Informal traders in Africa’s cities: Coopted, coerced or just neglected?

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In early 2018, as Zambia’s capital of Lusaka faced a widening cholera epidemic, the country’s president called in police and the military to raze makeshift food stalls in the city. The Minister of Local Government also issued an order to impose tighter restrictions on informal vending across the country.

By early July 2019, however, the minister’s approach was notably different. Lusaka police should immediately stop confiscating products from street vendors, he declared, noting that they should be treated humanely.

With local by-elections planned at the end of that month and an increasingly polarized partisan atmosphere, cultivating good will among urban traders was a politically strategic move—even if underlying issues of substandard food safety among traders remained.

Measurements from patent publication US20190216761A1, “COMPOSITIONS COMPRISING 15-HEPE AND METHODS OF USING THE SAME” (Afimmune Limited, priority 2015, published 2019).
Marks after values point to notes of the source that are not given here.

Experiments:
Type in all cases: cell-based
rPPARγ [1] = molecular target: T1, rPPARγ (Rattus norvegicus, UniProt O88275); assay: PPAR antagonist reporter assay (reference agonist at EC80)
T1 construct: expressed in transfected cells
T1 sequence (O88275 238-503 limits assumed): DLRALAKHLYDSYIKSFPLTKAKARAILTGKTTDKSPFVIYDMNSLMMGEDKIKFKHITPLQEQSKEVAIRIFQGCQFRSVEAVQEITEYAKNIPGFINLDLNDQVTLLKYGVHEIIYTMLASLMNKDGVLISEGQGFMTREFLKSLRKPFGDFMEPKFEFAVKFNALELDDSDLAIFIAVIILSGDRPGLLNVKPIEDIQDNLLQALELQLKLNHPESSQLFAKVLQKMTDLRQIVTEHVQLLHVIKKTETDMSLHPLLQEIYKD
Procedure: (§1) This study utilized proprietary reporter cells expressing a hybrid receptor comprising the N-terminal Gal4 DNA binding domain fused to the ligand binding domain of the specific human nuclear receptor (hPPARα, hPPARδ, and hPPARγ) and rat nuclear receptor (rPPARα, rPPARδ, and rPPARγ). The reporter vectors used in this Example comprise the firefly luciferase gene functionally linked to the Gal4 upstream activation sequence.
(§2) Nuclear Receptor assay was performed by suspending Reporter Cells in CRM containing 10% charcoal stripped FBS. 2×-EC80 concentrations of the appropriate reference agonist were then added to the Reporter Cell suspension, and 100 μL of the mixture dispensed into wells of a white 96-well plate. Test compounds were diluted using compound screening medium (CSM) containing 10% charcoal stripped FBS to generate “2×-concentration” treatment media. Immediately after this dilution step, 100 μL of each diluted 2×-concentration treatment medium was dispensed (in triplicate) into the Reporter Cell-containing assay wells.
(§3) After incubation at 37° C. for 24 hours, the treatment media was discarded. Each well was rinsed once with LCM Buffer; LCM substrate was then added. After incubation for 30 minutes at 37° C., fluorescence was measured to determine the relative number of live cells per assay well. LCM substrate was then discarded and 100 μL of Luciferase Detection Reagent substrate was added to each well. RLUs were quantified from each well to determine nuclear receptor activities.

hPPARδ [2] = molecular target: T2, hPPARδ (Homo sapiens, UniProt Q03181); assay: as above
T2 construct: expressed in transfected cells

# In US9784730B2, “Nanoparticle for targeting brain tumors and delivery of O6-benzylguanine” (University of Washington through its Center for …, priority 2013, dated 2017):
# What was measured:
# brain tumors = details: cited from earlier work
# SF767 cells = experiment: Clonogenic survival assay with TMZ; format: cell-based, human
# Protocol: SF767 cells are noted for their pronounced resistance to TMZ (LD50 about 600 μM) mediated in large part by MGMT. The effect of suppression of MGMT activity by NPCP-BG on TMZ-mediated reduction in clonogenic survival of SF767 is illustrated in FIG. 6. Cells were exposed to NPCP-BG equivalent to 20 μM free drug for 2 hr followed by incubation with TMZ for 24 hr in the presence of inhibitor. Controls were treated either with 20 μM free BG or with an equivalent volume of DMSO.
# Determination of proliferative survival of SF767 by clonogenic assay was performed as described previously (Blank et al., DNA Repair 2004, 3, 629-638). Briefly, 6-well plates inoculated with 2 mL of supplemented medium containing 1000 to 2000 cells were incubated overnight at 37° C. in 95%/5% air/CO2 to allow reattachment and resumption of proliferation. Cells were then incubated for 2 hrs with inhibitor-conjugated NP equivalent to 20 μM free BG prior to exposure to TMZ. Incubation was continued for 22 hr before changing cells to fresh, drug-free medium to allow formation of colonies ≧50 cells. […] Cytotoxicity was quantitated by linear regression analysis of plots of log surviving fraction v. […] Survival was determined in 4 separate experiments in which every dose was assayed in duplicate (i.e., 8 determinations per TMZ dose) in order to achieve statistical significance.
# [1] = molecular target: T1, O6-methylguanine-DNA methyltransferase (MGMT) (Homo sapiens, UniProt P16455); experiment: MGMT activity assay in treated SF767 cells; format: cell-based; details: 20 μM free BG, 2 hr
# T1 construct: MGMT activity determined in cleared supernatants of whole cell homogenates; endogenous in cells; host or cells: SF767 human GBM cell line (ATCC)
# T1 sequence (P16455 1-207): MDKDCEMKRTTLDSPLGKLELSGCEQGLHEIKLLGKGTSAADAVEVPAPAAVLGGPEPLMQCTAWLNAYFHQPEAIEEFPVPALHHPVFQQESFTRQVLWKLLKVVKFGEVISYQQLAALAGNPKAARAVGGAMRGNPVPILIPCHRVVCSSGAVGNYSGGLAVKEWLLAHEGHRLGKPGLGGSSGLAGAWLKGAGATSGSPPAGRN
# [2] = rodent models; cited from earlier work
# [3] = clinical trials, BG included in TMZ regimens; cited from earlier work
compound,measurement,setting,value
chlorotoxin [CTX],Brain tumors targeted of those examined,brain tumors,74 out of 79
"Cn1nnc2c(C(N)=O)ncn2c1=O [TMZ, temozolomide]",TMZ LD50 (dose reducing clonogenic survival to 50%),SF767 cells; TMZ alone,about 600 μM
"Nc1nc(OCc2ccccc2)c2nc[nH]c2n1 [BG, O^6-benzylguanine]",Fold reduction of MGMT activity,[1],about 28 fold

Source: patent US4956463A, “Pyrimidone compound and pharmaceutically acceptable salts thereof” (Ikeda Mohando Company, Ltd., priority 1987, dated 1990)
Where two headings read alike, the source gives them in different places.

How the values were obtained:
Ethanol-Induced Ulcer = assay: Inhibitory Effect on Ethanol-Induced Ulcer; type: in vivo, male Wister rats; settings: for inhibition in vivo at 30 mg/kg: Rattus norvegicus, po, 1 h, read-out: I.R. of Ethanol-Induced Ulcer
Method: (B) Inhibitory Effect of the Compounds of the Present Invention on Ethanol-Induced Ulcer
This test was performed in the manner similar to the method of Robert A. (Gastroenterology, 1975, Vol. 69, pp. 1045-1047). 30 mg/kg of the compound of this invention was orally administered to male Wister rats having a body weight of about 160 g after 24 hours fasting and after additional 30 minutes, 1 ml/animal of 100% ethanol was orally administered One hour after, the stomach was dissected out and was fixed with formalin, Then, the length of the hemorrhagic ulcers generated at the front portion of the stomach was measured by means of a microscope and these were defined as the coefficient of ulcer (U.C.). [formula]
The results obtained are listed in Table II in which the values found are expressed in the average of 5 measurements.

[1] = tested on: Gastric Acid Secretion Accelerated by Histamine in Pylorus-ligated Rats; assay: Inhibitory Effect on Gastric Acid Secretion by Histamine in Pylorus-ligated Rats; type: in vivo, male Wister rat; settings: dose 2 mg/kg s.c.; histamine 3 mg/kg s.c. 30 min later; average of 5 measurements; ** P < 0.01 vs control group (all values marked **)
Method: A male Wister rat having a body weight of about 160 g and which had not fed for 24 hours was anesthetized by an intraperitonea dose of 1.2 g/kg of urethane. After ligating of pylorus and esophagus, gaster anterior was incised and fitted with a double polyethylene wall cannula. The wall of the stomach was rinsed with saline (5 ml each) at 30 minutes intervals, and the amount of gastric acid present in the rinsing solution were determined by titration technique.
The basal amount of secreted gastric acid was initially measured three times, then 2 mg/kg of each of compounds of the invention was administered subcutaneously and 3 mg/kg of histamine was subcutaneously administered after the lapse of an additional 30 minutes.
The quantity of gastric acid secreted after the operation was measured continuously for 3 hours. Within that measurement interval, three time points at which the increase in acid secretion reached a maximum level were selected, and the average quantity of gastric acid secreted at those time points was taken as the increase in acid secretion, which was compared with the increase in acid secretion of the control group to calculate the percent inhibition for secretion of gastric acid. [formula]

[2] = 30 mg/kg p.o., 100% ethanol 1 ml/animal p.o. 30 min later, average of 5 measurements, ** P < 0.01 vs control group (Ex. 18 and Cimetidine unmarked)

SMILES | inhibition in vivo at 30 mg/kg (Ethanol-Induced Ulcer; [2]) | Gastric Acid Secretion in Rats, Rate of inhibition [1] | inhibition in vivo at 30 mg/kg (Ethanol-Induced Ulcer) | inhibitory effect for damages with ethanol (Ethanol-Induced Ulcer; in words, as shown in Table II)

Informal food vendors in cities across many developing countries contend with volatile policies that, at best, lead to poor working conditions and, at worst, result in harassment and confiscation of merchandise. Two new studies focused on African cities shows that such policy inconsistencies are not necessarily arbitrary; rather, they reflect varying underlying political dynamics and local governance structures.

Photo Credit: Carsten ten Brink

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